AIUM condemned the purchase after national news reports said Cruise told television interviewer Barbara Walters that he had purchased the machine for his pregnant fiancée, actress Katie Holmes.
"The AIUM calls on the FDA (U.S. Food and Drug Administration) to investigate the purchase of this machine to determine whether it was directly from a manufacturer of ultrasound equipment or through some other source," said the medical association in a press release this week.
"Because the sale of regulated medical equipment to consumers violates FDA regulations, the AIUM also urges the FDA to take appropriate action against the source of this ultrasound machine," the group continued.
The AIUM also reiterated its earlier stands on the prudent use of ultrasound during pregnancy and its opposition to "keepsake" fetal ultrasounds taken in nonmedical facilities. The FDA has warned against use of ultrasound for entertainment purposes as an unapproved use of a medical device since 1994, the group noted.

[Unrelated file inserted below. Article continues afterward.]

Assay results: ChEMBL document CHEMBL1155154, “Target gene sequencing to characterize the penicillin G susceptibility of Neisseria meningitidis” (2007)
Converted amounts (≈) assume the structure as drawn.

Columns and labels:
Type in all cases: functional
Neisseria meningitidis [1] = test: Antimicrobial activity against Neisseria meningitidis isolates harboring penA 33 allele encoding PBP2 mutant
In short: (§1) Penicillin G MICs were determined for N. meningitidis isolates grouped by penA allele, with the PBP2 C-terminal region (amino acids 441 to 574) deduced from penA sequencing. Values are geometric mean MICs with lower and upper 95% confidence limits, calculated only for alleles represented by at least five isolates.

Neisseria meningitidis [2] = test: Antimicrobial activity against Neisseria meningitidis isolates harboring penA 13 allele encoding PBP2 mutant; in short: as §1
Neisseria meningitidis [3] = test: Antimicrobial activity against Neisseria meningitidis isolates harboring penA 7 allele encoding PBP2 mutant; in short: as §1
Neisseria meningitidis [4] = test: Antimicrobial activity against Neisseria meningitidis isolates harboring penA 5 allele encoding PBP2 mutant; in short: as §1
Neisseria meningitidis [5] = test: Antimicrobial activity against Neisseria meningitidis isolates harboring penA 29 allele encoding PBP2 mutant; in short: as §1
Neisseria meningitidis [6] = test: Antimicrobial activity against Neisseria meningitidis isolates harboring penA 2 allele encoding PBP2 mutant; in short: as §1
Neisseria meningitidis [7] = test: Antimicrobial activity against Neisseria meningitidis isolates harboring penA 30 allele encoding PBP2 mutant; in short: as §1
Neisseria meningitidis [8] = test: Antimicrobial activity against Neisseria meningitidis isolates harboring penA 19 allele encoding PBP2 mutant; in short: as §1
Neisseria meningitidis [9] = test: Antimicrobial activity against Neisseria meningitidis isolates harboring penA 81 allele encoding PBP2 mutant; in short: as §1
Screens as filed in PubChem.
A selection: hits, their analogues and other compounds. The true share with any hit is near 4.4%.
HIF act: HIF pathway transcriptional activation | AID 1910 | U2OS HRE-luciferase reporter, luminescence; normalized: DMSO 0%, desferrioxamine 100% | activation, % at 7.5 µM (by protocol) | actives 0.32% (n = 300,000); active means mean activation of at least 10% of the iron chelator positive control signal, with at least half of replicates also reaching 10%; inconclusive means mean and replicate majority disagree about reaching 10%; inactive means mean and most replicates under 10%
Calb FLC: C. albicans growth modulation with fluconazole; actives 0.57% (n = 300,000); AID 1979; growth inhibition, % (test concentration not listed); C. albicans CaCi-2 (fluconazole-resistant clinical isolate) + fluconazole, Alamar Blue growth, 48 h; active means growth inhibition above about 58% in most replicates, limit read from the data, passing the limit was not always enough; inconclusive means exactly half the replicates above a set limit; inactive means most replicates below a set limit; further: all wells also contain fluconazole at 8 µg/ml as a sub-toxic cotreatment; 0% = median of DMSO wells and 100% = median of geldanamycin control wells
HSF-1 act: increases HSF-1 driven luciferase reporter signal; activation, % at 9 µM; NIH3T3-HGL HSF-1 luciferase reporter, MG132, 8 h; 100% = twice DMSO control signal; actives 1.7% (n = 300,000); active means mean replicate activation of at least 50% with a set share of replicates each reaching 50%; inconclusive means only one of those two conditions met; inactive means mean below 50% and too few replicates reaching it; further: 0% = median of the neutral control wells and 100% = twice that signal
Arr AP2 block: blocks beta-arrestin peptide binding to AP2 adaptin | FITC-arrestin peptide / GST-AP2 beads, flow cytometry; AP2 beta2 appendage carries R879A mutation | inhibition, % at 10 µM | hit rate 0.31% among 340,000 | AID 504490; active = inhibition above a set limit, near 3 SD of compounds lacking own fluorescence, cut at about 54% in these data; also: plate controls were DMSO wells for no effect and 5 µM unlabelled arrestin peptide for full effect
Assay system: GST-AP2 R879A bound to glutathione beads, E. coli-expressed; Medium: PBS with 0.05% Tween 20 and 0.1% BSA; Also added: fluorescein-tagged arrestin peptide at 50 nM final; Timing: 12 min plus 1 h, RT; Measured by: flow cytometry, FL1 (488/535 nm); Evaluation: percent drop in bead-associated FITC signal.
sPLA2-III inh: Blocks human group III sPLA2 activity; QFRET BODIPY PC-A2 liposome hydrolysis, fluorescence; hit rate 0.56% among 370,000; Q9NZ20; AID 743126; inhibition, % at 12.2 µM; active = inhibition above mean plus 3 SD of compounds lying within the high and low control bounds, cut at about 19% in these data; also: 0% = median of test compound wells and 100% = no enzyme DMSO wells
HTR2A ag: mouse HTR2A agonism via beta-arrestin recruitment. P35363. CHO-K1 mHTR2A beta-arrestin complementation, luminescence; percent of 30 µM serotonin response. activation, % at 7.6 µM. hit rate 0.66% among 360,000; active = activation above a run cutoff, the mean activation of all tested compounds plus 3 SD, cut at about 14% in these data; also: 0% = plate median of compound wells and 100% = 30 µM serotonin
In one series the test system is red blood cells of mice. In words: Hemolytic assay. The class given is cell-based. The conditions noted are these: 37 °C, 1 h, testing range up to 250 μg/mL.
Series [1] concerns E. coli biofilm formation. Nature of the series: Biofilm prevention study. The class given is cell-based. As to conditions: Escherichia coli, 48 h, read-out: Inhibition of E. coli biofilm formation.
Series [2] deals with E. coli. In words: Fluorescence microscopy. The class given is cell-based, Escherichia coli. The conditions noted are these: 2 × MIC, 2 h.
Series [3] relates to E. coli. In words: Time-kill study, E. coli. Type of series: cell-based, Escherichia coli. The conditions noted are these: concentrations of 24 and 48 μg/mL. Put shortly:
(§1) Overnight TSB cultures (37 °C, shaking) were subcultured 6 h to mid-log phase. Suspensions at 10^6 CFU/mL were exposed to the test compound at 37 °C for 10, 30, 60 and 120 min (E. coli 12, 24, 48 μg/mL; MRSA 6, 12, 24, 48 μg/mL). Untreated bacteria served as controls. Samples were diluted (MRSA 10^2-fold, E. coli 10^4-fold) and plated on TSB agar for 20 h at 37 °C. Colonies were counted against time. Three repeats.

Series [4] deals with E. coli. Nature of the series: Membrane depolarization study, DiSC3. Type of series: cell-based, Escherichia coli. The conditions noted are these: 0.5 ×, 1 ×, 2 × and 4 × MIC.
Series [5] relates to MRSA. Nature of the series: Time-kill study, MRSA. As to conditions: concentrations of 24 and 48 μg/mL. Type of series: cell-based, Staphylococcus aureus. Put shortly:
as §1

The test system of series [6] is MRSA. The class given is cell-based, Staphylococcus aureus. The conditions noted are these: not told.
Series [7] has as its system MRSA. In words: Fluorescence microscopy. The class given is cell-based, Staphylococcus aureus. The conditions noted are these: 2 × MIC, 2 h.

"While diagnostic ultrasound has never been shown to have any adverse fetal effects, the use of ultrasound at home by untrained individuals and for nonmedical purposes exposes Mr. Cruise's and Ms. Holmes' baby to unnecessary ultrasound energy," said Yale University's Dr. Joshua Copel, the AIUM president-elect, in the press release.
By Tracie L. Thompson
AuntMinnie.com staff writer
November 29, 2005
AMA says ultrasound in-utero "portraits" are bad idea, June 22, 2005
AIUM restates opposition to nonmedical ultrasound use, April 7, 2004
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